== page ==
This is what the report commissioned by the World Wildlife Fund (WWF) has found after concluding its study from more than 50 researches worldwide.
Plastic pollution has become so widespread in the environment that you may be ingesting five grams a week, the equivalent of eating a credit card, a study commissioned by the environmental charity WWF International said on Wednesday.
If we don’t want plastic in our bodies, we need to stop the millions of tons of plastic that continue leaking into nature every year– Marco Lambertini, WWF International Director General.
The research, by University of Newcastle in Australia, suggests that people are consuming about 2,000 tiny pieces of plastic every week — amounting to about 21 grammes a month, just over 250 grammes a year. The study, commissioned by World Wildlife Fund (WWF), is the first to combine data from over 50 studies on the ingestion of microplastic by people.
“These findings must serve as a wake-up call to governments. Not only are plastics polluting our oceans and waterways and killing marine life — it’s in all of us and we can’t escape consuming plastics,” said Marco Lambertini, WWF International Director General.
“While research is investigating potential negative effects of plastic on human health, we are all clear that this is a worldwide problem that can only be solved by addressing the root cause of plastic pollution,” Lambertini said.
The study said the largest source of plastic ingestion was drinking water, but another major source was shellfish, which tended to be eaten whole so the plastic in their digestive system was consumed too. The average person could be consuming 1,769 particles of plastic every week from water alone, it said. The amount of plastic pollution varies by location, but nowhere is untouched, said the report, which was based on the conclusions of 52 other studies.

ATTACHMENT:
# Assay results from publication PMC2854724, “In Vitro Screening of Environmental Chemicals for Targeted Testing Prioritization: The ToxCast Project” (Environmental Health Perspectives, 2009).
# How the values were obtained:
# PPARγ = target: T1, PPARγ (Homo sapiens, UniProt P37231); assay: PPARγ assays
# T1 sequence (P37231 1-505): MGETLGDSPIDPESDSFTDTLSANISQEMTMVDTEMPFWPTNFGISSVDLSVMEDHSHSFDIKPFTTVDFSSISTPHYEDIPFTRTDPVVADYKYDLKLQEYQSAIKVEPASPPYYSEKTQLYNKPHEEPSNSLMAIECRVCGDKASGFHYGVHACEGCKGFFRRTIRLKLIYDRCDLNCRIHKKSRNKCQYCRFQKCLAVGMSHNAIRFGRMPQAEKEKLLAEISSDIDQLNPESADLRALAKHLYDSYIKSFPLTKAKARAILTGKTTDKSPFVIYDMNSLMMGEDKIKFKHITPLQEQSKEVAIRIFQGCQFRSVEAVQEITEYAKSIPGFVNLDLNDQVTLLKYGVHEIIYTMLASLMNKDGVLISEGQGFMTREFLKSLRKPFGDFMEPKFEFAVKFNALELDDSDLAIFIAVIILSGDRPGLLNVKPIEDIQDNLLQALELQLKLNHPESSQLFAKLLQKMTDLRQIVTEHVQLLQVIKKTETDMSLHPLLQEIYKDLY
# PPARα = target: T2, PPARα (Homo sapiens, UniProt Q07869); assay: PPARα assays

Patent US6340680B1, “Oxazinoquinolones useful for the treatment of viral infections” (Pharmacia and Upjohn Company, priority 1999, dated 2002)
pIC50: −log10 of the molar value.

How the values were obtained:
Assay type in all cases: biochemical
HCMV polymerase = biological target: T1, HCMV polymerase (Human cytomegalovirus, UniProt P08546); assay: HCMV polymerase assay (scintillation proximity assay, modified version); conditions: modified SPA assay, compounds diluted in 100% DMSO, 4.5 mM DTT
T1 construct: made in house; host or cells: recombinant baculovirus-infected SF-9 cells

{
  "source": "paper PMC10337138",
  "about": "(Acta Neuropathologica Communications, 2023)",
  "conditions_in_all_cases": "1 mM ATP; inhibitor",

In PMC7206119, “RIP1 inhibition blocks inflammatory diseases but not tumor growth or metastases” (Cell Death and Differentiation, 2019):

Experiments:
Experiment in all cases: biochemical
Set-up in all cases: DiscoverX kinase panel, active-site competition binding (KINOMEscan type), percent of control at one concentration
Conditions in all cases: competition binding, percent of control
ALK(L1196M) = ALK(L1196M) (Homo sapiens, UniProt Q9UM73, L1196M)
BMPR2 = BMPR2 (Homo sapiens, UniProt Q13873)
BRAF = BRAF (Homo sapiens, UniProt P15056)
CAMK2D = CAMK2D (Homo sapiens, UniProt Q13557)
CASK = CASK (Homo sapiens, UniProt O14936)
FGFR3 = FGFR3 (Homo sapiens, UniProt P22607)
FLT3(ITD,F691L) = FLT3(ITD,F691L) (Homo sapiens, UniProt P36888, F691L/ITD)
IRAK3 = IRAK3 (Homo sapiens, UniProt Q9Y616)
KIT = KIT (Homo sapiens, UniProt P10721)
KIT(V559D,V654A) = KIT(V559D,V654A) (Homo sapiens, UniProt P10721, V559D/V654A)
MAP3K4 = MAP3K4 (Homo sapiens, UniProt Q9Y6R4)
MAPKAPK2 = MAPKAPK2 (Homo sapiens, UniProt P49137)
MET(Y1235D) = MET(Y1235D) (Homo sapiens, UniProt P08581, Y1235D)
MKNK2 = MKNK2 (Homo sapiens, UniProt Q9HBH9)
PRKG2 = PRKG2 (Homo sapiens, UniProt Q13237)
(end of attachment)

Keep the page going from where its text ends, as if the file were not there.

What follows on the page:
Large regional variations are reflected again, with twice as much plastic found in the US or India than in European or Indonesian water.
In the United States, 94.4 percent of tap water samples contained plastic fibres, with an average of 9.6 fibres per litre. European water was less polluted, with fibres showing up in only 72.2 percent of water samples, and only 3.8 fibres per litre.
Leakage of plastic into our environment and food chain has been met so far with an inadequate global response by governments.
“While the awareness of microplastics and their impact on the environment is increasing, this study has helped to provide an accurate calculation of ingestion rates for the first time,” said Thava Palanisami, a microplastics researcher at the University of Newcastle.
Ingestion is just one aspect of a much wider plastics crisis. Plastic pollution is a major threat to wildlife, not only through microplastic ingestion but via entanglement and habitat destruction.